I’ve been doing a lot of reading lately on the Intelligent Design/ Creationism/Evolution/Neo-Darwinism controversy. I’m currently reading Behe’s Darwin’s Black Box, one of the key ID texts, and supplementing my reading (to keep that “fair and balanced” viewpoint) with anti-Behe articles on the web, of which there are many. I’m trying to avoid the plethora of “it has to be true because of my presuppositions” material, but finding that very hard on both sides. As I am not a biologist (I hated biology, by the way) or biochemist, I am for the most part stuck reading the material directed to the masses.
One of the problems with this, or nearly every political or religious debate, is that rarely do people actually address the points the others are making. I hate this. I hate it first because it offends my intelligence, and I hate it second because so many people are tricked by this approach (which is why it’s used in nearly every political or religious debate). Rather, everyone likes to debate what is known as straw men, which are mischaracterized or imaginary positions of others that can easily be defeated (often by other illogical – such as ad hominem arguments, which are misdirected attacks against the person rather than his position – arguments).
So far I am finding that Michael Behe, who is not a Creationist in the strict sense, but who is a non-Darwinian evolutionist, really attempts to deal with the issues, including the failed logic of both neo-Darwinists even others who would support ID. He, in fact, accepts the notion of a common ancestor and accepts natural selection in certain areas. It is very interesting that much of the anti-ID response makes the same logical errors that Behe points out in the first place.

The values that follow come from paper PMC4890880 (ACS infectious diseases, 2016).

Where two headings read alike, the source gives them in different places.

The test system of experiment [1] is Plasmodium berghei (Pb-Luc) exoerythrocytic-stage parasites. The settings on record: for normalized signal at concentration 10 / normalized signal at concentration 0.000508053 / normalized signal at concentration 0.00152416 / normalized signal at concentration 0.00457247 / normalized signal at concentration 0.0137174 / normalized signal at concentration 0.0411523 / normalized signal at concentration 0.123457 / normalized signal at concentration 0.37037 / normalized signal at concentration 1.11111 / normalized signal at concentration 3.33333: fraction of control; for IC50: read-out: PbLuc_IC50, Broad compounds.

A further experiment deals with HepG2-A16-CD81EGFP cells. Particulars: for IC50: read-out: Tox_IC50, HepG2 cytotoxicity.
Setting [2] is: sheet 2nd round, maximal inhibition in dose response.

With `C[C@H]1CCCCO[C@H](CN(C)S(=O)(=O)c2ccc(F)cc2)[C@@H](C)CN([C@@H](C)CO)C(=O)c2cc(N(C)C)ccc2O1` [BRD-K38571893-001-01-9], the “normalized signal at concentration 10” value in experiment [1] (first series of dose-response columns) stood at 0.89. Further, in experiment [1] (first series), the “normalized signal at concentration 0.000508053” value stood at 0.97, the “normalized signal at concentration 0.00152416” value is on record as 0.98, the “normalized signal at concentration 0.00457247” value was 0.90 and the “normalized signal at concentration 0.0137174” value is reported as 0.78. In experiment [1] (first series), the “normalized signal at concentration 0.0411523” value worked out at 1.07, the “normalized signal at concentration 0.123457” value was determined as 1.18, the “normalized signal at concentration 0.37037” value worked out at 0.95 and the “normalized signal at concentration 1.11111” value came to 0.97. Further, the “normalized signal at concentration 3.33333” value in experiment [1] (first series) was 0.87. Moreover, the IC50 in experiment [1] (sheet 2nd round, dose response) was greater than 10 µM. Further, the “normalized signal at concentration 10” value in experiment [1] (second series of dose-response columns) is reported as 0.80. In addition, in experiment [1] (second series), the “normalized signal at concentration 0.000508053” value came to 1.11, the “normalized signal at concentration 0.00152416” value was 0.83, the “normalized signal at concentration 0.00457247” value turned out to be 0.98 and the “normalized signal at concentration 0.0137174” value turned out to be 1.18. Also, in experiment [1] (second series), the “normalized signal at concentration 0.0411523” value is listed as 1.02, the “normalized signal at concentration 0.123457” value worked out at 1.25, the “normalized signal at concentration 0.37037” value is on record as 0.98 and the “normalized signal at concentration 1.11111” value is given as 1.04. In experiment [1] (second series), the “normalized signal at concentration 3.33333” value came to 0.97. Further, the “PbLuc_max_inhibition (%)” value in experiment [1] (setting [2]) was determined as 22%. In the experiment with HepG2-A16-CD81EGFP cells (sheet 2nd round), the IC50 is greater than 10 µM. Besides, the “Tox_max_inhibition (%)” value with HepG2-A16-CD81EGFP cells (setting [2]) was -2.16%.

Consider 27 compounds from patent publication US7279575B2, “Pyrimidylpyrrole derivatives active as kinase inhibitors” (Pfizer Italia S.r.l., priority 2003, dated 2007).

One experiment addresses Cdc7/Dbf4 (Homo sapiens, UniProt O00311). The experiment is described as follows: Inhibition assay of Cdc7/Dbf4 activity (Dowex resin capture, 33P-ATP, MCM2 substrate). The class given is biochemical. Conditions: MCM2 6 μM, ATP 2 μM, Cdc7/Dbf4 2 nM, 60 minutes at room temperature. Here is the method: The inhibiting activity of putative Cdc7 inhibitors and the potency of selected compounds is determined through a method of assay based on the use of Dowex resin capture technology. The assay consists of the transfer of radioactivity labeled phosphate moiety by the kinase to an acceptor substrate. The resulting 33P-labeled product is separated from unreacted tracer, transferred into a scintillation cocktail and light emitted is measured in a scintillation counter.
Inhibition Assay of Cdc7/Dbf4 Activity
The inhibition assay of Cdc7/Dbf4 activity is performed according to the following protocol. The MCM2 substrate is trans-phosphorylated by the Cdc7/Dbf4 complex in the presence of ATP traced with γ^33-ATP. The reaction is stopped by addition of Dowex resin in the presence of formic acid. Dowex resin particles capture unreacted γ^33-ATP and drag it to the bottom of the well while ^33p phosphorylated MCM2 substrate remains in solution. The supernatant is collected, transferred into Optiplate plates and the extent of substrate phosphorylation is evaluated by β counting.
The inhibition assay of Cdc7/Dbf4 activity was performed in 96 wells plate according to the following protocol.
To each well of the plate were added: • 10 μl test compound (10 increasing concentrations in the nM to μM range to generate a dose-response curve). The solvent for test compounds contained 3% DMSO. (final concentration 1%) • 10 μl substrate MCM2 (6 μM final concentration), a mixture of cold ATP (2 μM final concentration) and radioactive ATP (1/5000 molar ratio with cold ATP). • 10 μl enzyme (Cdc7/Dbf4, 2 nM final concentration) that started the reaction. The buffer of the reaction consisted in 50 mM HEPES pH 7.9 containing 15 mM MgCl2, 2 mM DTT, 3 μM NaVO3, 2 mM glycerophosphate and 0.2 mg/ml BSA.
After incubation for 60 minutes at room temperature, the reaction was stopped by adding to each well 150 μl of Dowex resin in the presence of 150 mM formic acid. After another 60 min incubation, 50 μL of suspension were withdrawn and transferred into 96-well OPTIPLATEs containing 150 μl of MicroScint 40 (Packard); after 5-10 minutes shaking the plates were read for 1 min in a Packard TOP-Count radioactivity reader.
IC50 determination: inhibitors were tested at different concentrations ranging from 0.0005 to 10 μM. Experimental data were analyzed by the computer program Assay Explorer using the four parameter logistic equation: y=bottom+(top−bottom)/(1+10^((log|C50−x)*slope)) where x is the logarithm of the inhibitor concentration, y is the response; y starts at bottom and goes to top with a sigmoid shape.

If you’re not aware of Behe, he is the most notable proponent of what he calls “irreducible complexity,” a concept that is nearly always mischaracterized; at least I never really knew what his position was until I read his book. To summarize (probably inaccurately in my simplistic understanding) irreducible complexity, essentially Behe argues that there are some “bottom line” systems in life-forms for which natural selection cannot provide an adequate explanation. Basically, these systems require fully functioning elements in order to work; if one of the integral elements was any less developed, the system couldn’t work. Thus, natural selection or a gradual evolution of the system is not indicated. This, in his mind, supports the possibility that there is an element of design in these systems. Furthermore, he argues a very important point: evidence of an evolutionary mechanism does not rule out that there is an element of design in the evolutionary process.
The arguments I’ve found so far in opposition to Behe attempt to discredit his theories by disputing non-essential points or portraying him as someone who is arguing based on his presupposition that God exists. This is extremely interesting, in that one of the criticisms of Darwinism is that it is built on the presupposition of naturalism – a topic for another time. Another critique tried to dismiss irreducible complexity as a “rehash” of William Paley’s “flawed” watchmaker analogy; which, by the way, Behe himself says is flawed, and offers a different take on the argument.
Creationism and religion in the context of the evolution debate are strawmen, as are mischaracterized positions such as the over- simplification of irreducible complexity as “being too complicated to have evolved.” I’m still looking for someone to really deal with the issues.